This material could be divided into two rough categories: the more groove-based songs, and ones that are more psychedelic/proggy. A bit proggy, a bit alternative, whatever you want to call it, I dig it.
Bassist Justin Chancellor, known for laying down the low end on many a Tool album, shows what made him such an attractive addition to Maynard and crew. His skills are evident from beginning to end, but his fellow band mates are just as effective on their respective instruments. Vocalist Simon Oakes sings in a no-so-aggressive fashion, with his British accent often unmasked by his whispery delivery.
While this album may have been written in the 1990s, the material definitely channels the spirit of 1970s, forgoing many of the clichés of 80s rock and metal. While quite heavy and aggressive much of the time, the overall atmosphere is more subdued and calming.
Quite an interesting collection of songs:
“Spasm” is a rather psychedelic number, having a strong vibe of Justin’s future employer, though more emphasis on the rhythm section than the guitar. “Naked” brings up the aggression with its strong energetic guitar riffing juxtaposed with its otherwise laid-back vibe.
They band shows off a notable prog rock influence with their cover of King Crimson’s “Cat Food”, which is faithful to the original while still sounding transformed and modernized.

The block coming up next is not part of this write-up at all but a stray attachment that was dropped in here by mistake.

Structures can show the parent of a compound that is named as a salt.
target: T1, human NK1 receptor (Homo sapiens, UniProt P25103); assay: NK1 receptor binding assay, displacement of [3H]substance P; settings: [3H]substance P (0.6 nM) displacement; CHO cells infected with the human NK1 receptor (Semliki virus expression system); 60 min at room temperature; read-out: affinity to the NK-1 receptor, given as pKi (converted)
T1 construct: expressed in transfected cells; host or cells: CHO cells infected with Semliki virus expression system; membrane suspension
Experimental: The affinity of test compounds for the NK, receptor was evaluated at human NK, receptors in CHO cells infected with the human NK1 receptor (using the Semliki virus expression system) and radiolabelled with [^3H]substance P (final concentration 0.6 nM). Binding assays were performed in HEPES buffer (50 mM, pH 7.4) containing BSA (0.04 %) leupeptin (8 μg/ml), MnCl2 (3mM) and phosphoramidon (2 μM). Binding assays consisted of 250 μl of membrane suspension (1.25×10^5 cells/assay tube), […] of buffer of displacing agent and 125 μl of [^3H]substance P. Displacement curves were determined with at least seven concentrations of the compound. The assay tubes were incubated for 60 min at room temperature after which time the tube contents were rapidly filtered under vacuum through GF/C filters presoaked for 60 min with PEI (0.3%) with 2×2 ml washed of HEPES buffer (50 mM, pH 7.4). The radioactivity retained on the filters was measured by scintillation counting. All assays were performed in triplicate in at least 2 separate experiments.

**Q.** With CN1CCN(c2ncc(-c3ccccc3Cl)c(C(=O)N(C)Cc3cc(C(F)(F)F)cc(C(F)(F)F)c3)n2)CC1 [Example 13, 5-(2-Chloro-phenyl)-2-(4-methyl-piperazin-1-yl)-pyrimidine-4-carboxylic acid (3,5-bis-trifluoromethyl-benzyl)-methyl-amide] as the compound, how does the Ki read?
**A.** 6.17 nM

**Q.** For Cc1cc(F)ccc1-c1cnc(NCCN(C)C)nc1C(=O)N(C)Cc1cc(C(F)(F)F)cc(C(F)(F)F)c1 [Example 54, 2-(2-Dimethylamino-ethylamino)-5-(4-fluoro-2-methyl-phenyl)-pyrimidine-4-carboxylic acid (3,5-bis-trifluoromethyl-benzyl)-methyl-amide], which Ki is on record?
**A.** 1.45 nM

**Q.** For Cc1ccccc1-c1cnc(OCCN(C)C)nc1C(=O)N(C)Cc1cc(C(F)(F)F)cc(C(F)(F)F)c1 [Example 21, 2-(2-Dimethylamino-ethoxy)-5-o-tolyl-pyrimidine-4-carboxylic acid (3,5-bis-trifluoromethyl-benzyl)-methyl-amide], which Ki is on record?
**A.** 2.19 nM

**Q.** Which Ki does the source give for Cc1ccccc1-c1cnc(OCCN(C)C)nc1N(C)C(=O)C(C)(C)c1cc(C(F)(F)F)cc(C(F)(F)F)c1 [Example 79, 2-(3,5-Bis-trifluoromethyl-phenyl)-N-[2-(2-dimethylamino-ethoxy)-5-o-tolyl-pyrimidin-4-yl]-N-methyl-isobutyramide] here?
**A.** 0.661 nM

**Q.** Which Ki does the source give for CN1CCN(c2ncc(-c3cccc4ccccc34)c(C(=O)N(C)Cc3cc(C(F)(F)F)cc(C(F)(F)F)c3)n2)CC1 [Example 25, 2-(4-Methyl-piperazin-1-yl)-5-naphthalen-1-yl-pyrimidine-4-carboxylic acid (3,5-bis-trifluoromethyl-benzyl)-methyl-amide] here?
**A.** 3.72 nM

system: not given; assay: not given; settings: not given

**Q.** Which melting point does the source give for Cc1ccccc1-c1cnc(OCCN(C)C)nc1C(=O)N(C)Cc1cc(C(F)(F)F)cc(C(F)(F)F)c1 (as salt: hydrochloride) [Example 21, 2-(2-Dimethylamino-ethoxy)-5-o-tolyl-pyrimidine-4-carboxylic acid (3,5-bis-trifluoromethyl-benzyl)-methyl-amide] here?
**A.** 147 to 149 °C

“Velvet” has a definite alt rock/metal tone, with its powerful transition between soft and aggressive passages and some rather unusual guitar sounds and effects. “Dougal” reminds me a bit of Soundgarden from a musical standpoint, relying on low-tempo heaviness and the presence of screeching lead guitars. The heavy and experimental “Burn” follows.
“Signpost in the Sea”, probably the softest number here, is driven by its odd, almost uncomfortable melancholic atmosphere. “You Lied”, which would later be covered by Tool, dips its toes back in prog rock with bit of a post-metal atmosphere. Both are among my favorite songs on the album.
“Don’t Make Me Your God” may be the catchiest tune of the lot, vocals synchronizing nicely with the fairly straightforward but effective riffing. The title track, which closes the album, has such a haunting atmosphere created by echoing lead guitar work by Ben Durling and effective transitions between heavy rock and a verse that seem inspired by folk music.
Giving Birth To A Stone is a great album, and should please fans of prog rock, alt-rock/metal, or post rock/metal. There’s a little bit for just about any type of rock fan out there.